“When we’re doing things with other people, that’s where hope is.”

“When we’re doing things with other people, that’s where hope is. That is the only way to keep ourselves going.” – Emily Ja-Ming Lee, Director of San Francisco Rising

Interview by Eddie Wong

Emily Ja-Ming Lee is an energetic, bright woman who has earned a reputation as one of the leading social justice movement and electoral organizers in San Francisco. She got her start in movement work by volunteering with a group organizing to stop evictions of Chinese elders in Oakland Chinatown right after she graduated from U.C. Berkeley with a BA in Environmental Science. In 2008, she got a job as a youth organizer at Chinese Progressive Association in San Francisco and stayed there in various positions for ten years. Her responsibilities as CPA’s Political Director thrust her into several campaigns around issues such as fighting housing speculation, raising the minimum wage, and on campaigns for Board of Supervisor’s candidates. Today, she serves as the Executive Director of San Francisco Rising, a multi-racial, grassroots coalition of community organizations focused on the electoral arena and building power for communities of color and low-income communities.

We are pleased to share with you three video clips that focus upon how she became an activist, what she sees in terms of building coalitions to win electoral power, and how she sees sustaining herself in the marathon race that is the battle for social justice.

Immigrants rights rally in front of SF ICE office, May 2017. Photo: Eddie Wong

Part One: Growing Up and Becoming An Activist

After the interview was completed, Emily had a few additional thoughts to share about becoming an activist and sustaining oneself. Her comments are as follows:

The one thing I think I’d want to add is about growing up middle class as a person of color. I sometimes hear from younger organizers who struggle with guilt about having class privilege, and sometimes that guilt can paralyze people and make them question whether they “belong” in the social justice movement. I’ve heard similar struggles from cisgender straight men, white people, and anyone who has grown up with some sort of privilege in America.

I do want to say that a truly transformative social movement requires all of us to fight for liberation, for our own and other peoples’, and these are inextricably linked. As a woman of color, I cannot stop fighting for justice until my working class sisters are free. Our liberation goes hand in hand and we have to fight for each other.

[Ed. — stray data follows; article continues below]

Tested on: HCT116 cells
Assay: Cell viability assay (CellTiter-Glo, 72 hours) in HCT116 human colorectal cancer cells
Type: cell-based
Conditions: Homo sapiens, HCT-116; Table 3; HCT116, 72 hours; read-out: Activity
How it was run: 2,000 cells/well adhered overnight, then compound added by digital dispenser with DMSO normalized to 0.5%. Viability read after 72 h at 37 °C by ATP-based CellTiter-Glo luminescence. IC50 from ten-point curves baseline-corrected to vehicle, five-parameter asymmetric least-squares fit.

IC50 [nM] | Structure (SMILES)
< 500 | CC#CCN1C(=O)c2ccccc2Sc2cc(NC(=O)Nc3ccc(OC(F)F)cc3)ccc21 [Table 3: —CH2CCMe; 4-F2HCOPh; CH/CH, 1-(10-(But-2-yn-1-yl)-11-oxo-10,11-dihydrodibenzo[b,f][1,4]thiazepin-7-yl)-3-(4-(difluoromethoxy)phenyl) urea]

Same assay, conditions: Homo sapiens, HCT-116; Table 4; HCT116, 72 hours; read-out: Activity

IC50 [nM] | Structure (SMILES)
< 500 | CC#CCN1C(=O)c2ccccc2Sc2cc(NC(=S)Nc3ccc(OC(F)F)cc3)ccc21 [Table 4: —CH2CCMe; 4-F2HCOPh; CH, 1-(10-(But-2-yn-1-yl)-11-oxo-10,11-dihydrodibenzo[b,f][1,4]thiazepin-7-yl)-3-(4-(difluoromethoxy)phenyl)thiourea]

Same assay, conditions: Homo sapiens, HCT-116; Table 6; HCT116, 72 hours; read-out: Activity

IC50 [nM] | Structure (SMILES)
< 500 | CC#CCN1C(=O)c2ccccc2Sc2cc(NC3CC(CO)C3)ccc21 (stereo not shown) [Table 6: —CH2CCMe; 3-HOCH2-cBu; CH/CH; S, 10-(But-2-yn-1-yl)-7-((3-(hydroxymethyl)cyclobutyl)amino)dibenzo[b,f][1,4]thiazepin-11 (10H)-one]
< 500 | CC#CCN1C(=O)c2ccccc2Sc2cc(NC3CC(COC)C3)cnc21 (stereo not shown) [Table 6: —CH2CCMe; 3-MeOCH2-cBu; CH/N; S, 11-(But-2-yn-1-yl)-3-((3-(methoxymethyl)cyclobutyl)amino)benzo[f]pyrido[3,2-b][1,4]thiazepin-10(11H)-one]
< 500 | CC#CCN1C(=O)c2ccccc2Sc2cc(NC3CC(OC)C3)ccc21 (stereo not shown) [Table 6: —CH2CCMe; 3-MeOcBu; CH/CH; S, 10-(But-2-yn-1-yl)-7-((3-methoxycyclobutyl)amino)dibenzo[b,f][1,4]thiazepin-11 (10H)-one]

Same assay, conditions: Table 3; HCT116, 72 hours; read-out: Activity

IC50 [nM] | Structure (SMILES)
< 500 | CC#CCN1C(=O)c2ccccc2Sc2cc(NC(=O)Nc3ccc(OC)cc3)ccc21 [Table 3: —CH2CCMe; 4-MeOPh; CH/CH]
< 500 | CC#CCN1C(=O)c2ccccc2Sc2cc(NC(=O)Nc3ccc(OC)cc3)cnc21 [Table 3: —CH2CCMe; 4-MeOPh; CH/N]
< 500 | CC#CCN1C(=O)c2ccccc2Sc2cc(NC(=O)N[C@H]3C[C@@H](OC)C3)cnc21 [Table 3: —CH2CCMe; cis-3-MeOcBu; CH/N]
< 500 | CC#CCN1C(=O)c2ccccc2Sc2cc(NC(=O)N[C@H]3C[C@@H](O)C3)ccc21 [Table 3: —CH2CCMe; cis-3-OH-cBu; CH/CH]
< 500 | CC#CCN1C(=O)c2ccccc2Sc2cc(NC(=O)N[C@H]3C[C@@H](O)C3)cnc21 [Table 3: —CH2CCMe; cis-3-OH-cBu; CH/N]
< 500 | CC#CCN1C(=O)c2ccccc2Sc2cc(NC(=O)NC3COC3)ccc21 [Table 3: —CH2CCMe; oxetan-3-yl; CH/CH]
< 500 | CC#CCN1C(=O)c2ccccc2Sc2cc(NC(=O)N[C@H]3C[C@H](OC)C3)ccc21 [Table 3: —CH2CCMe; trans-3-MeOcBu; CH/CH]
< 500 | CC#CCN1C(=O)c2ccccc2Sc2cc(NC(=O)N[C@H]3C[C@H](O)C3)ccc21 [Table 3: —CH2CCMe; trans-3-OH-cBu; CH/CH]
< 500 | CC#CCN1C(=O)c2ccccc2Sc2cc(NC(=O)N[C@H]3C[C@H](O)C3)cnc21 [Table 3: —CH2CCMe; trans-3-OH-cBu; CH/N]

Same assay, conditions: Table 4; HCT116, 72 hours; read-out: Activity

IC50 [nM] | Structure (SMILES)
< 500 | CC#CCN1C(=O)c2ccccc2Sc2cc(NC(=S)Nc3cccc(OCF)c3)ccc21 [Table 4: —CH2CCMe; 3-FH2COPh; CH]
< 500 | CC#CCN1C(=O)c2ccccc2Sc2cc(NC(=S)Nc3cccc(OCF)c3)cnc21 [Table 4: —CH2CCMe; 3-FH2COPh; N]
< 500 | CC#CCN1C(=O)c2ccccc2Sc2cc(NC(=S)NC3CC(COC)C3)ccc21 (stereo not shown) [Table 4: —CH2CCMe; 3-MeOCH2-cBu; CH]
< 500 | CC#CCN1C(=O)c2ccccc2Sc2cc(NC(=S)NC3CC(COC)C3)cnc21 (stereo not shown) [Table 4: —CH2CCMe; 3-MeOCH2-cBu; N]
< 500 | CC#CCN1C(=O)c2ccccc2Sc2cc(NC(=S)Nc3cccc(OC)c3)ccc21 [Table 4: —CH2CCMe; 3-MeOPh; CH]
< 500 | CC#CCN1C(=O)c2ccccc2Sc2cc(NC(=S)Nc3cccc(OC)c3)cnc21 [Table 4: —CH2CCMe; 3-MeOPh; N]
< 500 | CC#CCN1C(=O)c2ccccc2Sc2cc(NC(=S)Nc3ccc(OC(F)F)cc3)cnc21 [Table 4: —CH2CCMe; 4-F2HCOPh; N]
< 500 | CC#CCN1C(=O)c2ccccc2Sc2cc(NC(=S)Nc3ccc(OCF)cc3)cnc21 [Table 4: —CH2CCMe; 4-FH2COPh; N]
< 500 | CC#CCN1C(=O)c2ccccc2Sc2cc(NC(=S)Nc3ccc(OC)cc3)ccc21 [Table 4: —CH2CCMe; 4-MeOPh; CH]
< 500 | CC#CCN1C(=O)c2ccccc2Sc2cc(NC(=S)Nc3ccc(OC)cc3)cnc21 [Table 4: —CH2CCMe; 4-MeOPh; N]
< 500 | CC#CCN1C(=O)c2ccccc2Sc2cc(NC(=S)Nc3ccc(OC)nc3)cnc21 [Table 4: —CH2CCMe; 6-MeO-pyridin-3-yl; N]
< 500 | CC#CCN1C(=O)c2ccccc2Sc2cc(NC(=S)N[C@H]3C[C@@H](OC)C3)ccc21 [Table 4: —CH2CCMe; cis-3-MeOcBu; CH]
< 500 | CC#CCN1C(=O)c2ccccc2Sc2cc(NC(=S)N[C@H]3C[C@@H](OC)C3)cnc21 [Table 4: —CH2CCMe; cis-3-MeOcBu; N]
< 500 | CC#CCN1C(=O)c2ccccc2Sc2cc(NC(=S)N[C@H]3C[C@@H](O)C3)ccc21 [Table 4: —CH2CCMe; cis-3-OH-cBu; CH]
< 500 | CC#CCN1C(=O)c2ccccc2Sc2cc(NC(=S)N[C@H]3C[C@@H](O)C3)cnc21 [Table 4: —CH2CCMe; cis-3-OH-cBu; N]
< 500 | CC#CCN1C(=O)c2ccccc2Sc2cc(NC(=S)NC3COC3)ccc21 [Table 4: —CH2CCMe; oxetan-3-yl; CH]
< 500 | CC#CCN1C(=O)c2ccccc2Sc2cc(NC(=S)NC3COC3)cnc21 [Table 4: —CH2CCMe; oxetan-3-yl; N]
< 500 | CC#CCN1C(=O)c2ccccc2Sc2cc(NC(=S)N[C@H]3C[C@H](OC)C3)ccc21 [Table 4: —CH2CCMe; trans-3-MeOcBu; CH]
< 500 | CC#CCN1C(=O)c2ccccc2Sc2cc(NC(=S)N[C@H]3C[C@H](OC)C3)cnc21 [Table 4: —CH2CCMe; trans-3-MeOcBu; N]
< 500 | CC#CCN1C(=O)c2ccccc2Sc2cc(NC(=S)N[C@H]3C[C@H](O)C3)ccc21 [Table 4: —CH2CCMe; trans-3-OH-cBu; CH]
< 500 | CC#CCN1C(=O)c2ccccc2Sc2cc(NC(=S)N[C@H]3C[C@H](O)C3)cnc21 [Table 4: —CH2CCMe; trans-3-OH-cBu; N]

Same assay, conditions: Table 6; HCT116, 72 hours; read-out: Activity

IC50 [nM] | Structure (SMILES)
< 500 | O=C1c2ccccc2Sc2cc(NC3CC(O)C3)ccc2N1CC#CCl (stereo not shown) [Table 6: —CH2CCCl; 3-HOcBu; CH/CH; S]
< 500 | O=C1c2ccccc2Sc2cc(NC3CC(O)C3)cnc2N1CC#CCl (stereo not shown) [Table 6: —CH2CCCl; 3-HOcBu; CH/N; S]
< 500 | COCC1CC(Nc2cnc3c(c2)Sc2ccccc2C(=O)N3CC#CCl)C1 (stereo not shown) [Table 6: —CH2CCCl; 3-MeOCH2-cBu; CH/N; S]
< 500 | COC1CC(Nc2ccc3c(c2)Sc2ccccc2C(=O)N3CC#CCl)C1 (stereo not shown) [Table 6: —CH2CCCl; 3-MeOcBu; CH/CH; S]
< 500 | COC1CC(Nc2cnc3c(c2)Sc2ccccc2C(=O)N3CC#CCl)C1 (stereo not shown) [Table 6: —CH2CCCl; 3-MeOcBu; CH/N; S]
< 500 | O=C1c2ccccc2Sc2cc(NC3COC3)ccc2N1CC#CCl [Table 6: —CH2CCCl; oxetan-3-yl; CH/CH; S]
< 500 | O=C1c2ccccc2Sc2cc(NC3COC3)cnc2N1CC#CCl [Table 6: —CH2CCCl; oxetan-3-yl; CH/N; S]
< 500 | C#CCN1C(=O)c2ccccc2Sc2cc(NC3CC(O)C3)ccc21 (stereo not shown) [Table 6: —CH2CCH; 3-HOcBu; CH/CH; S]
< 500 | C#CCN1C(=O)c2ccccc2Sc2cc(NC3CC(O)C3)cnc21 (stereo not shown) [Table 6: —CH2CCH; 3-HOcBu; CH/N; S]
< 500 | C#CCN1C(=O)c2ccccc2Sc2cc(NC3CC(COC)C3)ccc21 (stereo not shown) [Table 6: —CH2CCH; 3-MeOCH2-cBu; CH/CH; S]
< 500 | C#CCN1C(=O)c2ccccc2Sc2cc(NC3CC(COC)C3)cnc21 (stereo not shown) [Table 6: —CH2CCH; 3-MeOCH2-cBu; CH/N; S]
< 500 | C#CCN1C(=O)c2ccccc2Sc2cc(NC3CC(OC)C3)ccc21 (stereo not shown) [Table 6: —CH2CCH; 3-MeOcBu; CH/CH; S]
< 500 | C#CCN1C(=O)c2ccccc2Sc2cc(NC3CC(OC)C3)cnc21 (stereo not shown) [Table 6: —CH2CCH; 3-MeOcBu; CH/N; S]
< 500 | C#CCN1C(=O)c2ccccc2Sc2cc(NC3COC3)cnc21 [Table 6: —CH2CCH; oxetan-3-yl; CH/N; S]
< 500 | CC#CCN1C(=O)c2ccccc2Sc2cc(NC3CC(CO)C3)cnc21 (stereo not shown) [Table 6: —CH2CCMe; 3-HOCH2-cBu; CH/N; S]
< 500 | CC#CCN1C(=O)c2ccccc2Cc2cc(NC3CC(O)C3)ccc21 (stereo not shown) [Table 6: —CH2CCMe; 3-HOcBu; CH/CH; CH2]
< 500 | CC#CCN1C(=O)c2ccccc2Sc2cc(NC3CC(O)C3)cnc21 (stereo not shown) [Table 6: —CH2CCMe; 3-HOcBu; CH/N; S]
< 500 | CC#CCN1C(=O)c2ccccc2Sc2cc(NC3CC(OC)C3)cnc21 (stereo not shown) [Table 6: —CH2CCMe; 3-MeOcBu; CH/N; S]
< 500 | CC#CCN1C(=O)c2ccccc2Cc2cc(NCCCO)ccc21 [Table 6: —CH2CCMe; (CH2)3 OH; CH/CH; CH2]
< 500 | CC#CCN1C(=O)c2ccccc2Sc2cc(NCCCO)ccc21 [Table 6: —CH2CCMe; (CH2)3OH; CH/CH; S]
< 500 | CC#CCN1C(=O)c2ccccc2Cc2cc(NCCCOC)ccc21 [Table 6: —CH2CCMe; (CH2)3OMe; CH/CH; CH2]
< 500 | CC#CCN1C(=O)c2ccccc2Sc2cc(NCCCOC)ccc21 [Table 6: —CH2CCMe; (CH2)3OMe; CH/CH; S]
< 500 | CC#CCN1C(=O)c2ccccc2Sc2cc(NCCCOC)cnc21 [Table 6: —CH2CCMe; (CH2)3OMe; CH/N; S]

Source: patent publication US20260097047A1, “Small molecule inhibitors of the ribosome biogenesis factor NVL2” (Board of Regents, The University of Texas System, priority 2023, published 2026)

As someone who grew up with class privilege, I firmly believe that I chose to join this movement. I choose to commit my life to building a just world and to fight on the side of working class and poor people. Each of us gets to make that choice. And we have to work on ourselves, build self-awareness, and be open to hearing real critiques and feedback about how our privileges are affecting others and the movement. We need to also support those who are most marginalized to develop their leadership, because it will be the hardest for those folks to have access to power in our movements. 

I am also a big believer in getting support so that we can be our full human selves, being vulnerable, and working through the trauma that our capitalist society has inflicted on us. I don’t think any of us can be the type of movement leaders we need or want if we cannot work through our personal traumas, and no one can do it alone. We all need support–whether it’s from healing circles, therapy, mental health practices, spiritual guidance, or coaching circles.

I would never have been able to stay in this movement and grow my leadership if it wasn’t for confronting my fears, insecurities, and conditioned tendencies through many years of one-on-one therapy. It is a privilege to be able to access therapy, and we need to support each other to have access to those mental health spaces. Just as we fight to have access to better education, better housing, and better working conditions, we have to fight for our communities and ourselves to have mental and emotional well-being. 

SF Women’s March January 2018. Photo: Eddie Wong

Part 2: Winning electoral power and fighting Trump and the rightwing.

Part 3: Taking the Long View and Sustaining Oneself

East Wind ezine wishes to thank Emily Lee for sharing her thoughts and feelings with us. We also want to acknowledge that the photos used to illustrate the Chin Jurn Wor Ping Evictions Committee (CJWP) were taken by Derek Chung and Diana Pei Wu and found online at reimaginerpe.org/node/4521 and at www.foundsf.org in the article “Pacific Renaissance Plaza Anti-Eviction Coalition.”

Other photos are from CPA, SF Rising, Bob Hsiang, and Eddie Wong.

The interview with Emily Lee was conducted by Eddie Wong in Oakland, CA on July 10, 2018.

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